I talk a lot about accessibility whenever I talk about websites with people, but there are always similar questions when it comes to certain topics. To help with this I thought I’d start writing posts explaining some of these accessibility basics, the first of which is “alt text.”
What is alt text, and why is it important?
Alt text (or alternate text if you want to be fancy) is text that serves as a backup to an image,. Alt text is one quick and easy way that you can make your website more accessible to users with vision impairment, as screen readers (the tools that vision impaired users often use to explore websites) will read the alt text aloud to the user.
To show you an example, here is a street crossing sign that I found in Ballarat a few months ago. Originally this sign would have had icons next to the text to help instruct the pedestrian in using the cross walk. I think you’d agree that since time has faded the images out of existence, this sign is missing half of it’s message.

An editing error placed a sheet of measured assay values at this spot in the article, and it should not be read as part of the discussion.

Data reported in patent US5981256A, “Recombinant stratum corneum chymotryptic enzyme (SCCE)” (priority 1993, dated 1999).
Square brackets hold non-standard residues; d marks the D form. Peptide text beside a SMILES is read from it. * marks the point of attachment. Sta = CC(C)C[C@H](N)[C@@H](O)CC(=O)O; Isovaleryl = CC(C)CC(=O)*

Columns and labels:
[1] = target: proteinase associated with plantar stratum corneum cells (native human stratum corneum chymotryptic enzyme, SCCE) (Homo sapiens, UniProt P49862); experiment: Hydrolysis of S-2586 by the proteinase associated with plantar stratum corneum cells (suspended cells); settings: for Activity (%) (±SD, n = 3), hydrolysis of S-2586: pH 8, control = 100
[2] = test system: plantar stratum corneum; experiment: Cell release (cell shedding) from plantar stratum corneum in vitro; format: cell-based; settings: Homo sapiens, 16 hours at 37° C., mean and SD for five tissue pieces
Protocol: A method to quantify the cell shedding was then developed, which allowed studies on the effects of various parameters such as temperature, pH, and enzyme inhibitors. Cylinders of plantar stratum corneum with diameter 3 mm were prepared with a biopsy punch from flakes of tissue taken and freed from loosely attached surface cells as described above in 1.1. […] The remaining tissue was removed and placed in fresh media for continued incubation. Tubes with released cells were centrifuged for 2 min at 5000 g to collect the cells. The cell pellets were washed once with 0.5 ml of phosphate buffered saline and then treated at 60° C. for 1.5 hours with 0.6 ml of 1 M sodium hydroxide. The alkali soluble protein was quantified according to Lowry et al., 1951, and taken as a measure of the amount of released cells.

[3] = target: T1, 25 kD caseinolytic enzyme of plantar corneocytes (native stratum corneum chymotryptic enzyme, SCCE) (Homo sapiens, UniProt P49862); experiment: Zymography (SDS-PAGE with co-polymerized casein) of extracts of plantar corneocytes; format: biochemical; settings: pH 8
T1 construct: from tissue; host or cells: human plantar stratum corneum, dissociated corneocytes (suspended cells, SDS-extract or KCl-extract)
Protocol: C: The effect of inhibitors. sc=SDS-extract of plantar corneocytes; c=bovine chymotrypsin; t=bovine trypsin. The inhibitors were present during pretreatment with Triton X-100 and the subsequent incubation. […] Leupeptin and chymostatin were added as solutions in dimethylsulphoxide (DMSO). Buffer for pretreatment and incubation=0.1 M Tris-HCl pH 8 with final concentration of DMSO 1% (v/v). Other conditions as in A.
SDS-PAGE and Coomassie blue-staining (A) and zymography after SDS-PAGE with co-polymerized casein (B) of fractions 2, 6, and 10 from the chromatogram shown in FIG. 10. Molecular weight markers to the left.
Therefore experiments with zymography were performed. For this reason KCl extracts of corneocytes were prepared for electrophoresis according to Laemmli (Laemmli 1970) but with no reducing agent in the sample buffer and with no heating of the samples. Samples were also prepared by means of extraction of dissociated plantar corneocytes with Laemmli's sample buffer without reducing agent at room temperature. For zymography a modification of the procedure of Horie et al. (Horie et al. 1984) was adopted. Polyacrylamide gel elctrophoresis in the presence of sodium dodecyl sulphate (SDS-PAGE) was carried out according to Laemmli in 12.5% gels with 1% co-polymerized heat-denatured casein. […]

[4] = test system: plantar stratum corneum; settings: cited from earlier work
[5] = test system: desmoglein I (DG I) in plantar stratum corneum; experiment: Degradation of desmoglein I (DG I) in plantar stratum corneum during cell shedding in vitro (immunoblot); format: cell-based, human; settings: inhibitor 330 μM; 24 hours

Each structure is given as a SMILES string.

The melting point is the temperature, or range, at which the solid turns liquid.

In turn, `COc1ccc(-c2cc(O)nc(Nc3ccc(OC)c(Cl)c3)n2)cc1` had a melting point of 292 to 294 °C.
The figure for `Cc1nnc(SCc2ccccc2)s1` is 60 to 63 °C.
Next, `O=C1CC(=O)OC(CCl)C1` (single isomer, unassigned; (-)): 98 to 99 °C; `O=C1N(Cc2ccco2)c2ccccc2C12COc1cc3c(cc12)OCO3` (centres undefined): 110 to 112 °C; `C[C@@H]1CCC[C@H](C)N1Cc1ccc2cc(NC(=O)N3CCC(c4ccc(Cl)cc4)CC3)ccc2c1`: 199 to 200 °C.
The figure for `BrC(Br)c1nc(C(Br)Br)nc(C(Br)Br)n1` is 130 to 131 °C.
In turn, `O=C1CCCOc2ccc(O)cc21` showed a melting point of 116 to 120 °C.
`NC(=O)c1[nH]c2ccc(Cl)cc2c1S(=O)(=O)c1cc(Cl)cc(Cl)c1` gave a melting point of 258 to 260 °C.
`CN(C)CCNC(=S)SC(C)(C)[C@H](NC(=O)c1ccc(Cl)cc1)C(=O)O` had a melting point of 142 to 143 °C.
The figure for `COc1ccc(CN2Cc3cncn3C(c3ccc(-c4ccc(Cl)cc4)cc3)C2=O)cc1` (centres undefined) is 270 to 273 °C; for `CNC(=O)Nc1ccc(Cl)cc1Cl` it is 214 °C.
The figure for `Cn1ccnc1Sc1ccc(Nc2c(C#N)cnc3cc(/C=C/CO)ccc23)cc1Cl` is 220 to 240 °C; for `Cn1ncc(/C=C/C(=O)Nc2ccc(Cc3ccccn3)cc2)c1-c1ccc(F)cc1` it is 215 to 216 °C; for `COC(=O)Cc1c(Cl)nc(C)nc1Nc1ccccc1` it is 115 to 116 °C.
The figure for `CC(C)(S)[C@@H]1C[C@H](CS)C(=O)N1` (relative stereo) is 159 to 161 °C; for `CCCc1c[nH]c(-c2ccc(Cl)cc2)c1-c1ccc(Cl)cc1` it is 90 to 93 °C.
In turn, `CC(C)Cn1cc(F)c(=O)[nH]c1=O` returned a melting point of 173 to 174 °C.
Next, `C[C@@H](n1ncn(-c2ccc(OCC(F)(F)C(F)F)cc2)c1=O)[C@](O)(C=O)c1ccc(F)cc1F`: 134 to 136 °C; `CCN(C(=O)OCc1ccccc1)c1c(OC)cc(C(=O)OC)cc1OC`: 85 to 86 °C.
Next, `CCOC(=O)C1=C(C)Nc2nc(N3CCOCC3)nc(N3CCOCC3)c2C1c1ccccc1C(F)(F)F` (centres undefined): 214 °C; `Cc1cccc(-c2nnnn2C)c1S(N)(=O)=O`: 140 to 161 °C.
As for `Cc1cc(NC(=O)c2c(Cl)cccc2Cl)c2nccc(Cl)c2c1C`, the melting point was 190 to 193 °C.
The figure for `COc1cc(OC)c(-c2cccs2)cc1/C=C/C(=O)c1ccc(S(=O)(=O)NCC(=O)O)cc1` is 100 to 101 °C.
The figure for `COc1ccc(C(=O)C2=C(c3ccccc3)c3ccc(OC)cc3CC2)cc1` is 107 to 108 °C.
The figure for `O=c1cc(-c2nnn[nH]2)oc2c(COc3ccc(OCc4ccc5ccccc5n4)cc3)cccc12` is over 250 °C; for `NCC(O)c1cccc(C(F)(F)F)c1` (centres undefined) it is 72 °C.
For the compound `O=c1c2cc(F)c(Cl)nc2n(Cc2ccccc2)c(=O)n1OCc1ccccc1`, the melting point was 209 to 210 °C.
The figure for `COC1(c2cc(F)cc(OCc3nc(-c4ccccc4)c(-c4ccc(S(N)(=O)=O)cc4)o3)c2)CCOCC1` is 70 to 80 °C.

This is a great example of what a website is like for a vision impaired user when there is no alt text on the images. The text is visible, but without the associated graphics the user is only getting half the message. Try to imagine what it would be like if you didn’t know that green meant go and red meant stop, this instruction card with half the instructions missing would just be frustrating and useless to you. Ensuring that your website has alt text for any images that contain relevant information is a must to ensure that your users aren’t frustrated, and can get the most out of your site.
Making sure that images in your website use alt text is Accessibility 101. The web is, after all, a largely visual medium, and images that have missing, incorrect or poor alt text is restricting the chances that vision impaired users can access and use this medium.
If you are a web developer or content manager and want to learn more about alt text, try one of the following links.